Breakfast category advice

A category in flux

For Raaj Chandarana, of Tara’s Londis in High Wycombe, Buckinghamshire, the uncertainty of the pandemic has had a direct impact on his breakfast-related offering. “When you’re talking about customer missions, the world is a little messed up, so we’ve been recovering from that and getting what we can on the shelves,” he says.

“From my perspective, I’ve kept it to the basics, which is making sure I’ve got all the breakfast cereals I can have in stock and that cereal bars are there for people on the go – my approach isn’t complex.”

In the past two years, lockdowns and remote working saw people take a more leisurely approach to breakfast, taking more time to prepare and eat their morning meal.

Now, although restrictions are generally looser across the UK than this time last year, the spread of the Omicron variant has revived cautious behaviour among those who can work from home, meaning retailers need to be able to spot the trends driving their sales and tweak their offer accordingly.

For instance, Kay Patel, of Best-one Wanstead in east London, has seen his on-the-go breakfast options sustain their post-July 2021 regrowth through Omicron. “We do a lot of pies, pasties and protein bars because of nearby schools and building sites,” he says. “We’ve had to make space again for them because people are back to work.”

Retailer view

Kay Patel, Best-one Wanstead, east London

“Breakfast-to-go options took a big hit during the pandemic. Our bars died a death, but we’re getting back to how it was. We looked at the range we incorporated before the pandemic and a lot of things have changed. Some products you can’t get anymore or have shortages, so we’ve adjusted and added different lines.

“We struggle to get all of the Belvita bars, so we’ve got two at the moment and have given extra space to a new Grenade bar we haven’t stocked before. The shelves are full, but the range is temporary; it keeps it interesting because we add in products we can only get every so often, such as Pop Tarts.

“We also offer singles and boxed multipacks of croissants and pains au chocolat from Delice de France – the singles are very popular with builders. Delice de France is a one-stop shop for pastries because we need to hit minimum orders and they do everything we need, and the packaging is tailored to our trade. We want to get breakfast sales back to normality, and then we’ll try and innovate if we can.”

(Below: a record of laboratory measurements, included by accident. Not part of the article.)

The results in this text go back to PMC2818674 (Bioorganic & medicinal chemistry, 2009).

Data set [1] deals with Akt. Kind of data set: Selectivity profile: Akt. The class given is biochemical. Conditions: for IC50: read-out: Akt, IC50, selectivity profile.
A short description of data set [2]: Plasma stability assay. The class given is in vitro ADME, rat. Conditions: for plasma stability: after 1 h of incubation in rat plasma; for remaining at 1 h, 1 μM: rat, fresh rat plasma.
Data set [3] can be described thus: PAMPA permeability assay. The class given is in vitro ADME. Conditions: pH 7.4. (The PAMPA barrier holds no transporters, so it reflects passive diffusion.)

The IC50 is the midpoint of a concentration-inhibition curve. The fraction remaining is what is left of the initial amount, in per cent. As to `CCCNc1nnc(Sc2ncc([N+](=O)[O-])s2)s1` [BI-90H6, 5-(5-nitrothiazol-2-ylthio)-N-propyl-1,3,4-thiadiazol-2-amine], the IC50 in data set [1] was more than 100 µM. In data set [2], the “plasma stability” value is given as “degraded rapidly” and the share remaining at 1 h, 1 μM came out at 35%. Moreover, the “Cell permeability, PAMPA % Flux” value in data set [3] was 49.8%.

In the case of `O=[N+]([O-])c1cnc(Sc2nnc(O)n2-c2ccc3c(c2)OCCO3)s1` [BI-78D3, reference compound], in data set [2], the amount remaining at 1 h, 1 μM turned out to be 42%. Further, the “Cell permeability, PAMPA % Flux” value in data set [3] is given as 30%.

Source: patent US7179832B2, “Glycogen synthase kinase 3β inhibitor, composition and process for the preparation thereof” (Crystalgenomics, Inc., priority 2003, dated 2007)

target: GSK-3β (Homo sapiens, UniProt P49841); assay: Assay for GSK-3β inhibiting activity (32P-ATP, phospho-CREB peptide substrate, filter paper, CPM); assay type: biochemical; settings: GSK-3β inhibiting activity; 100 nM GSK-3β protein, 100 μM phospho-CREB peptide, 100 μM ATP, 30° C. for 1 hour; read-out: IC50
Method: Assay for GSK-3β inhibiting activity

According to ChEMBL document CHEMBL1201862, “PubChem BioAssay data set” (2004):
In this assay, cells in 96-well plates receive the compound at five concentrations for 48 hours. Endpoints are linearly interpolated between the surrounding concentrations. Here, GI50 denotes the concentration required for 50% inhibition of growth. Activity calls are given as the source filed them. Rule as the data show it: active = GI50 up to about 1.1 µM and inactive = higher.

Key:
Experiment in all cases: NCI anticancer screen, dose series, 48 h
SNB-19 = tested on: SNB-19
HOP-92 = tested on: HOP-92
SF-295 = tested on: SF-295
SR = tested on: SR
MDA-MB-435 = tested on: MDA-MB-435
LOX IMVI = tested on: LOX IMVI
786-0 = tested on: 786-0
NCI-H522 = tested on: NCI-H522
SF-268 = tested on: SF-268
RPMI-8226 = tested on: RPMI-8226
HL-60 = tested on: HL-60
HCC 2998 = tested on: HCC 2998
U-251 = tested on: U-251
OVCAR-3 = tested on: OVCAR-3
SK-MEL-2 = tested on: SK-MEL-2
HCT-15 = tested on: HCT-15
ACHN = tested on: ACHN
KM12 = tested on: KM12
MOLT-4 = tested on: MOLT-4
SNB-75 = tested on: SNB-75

Comfort and value

As the opening meal of the day, breakfast is a meal that people want to be comfortable with, only changing their approach in line with a broader dietary or lifestyle shift. Recognisable brands in key breakfast categories remain crucial to shoppers, says Darryl Burgess, head of sales at Weetabix, and should form the heart of a store’s breakfast offer.

“Cereal increased its dominance during lockdowns, being seen as quick, easy and tasty – the three biggest needs at breakfast time. Products like Weetabix also offer versatility, as they are easily personalised with different fruits, milks and toppings,” Burgess explains.

“Cereal brands also performed well in the past year compared to own label, suggesting people were looking for familiar products during a period of uncertainty and reinforcing the value-for-money message.”

Kay Patel’s cereal range is focused on Kellogg’s and Nestlé lines, with an emphasis on price-marked packs (PMP). “PMPs are important for us with cereals,” he says. “You can’t tell what a pack of cereal should cost, so just to instil confidence in our customers it has to be price-marked for us.”

Knowing how far you can stretch a specific box of cereal based on its size or number of servings is important for shoppers in a period of income squeeze, so cereal packs with recommended serving numbers are also increasingly important for shoppers.

To shake up the category without alienating shoppers, look at recent launches from recognisable suppliers that slot into your offering. Weetabix’s new Melts, which launched as a £2.99 option, are already worth £1.3m – and are also classified as non-HFSS.

While HFSS regulations are unlikely to alter the positioning of breakfast goods in affected stores, increased shopper awareness of nutritional levels may influence their attitude toward breakfast goods.

Retailer view

Emilie Grundy, butters & spreads marketing controller, Saputo Dairy UK

“Lockdowns, furlough and increased working from home have all contributed to a significant increase in at-home breakfast occasions, with an incredible 18.8 billion recorded in the 52 weeks to the end of November 2020 – up 5% year on year, according to Kantar, while on-the-go breakfasts suffered.

“Now, with hybrid working models remaining in place for many, in-home breakfasts are seeing sustained uplift, and with many workers no longer facing the morning rush to leave the house, Kantar has reported a shift in the time many are choosing to eat the first meal of the day. This has also changed what we choose to eat.